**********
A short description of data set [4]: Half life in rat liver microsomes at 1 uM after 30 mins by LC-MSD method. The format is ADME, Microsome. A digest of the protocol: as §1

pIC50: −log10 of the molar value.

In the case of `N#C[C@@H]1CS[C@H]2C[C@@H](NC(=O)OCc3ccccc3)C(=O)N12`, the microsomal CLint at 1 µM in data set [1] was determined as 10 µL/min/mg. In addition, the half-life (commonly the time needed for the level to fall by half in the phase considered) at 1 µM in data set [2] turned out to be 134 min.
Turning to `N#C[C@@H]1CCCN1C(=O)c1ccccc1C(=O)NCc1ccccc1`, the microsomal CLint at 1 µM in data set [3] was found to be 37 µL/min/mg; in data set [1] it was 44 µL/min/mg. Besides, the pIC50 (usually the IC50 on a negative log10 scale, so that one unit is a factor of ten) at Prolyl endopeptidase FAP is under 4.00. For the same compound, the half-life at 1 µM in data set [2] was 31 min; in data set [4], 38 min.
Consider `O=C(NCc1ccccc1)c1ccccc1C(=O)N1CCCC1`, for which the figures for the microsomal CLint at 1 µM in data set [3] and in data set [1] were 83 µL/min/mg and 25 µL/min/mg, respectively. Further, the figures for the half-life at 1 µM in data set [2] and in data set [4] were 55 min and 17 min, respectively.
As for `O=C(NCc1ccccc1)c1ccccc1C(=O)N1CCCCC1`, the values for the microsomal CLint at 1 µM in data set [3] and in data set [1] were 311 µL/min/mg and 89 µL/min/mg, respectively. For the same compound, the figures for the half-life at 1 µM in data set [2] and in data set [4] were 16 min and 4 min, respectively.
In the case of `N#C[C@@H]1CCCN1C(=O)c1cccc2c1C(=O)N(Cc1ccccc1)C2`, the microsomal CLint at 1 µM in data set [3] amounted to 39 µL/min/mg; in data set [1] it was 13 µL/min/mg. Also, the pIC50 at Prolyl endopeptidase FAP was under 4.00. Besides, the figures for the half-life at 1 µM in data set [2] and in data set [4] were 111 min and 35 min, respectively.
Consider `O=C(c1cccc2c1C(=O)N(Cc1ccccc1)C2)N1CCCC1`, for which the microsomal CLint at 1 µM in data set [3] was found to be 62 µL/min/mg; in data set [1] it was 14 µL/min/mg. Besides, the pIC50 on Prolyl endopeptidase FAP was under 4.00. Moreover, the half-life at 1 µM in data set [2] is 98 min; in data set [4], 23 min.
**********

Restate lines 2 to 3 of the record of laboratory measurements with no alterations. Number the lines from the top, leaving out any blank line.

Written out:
pIC50: −log10 of the molar value.

In the case of `N#C[C@@H]1CS[C@H]2C[C@@H](NC(=O)OCc3ccccc3)C(=O)N12`, the microsomal CLint at 1 µM in data set [1] was determined as 10 µL/min/mg. In addition, the half-life (commonly the time needed for the level to fall by half in the phase considered) at 1 µM in data set [2] turned out to be 134 min.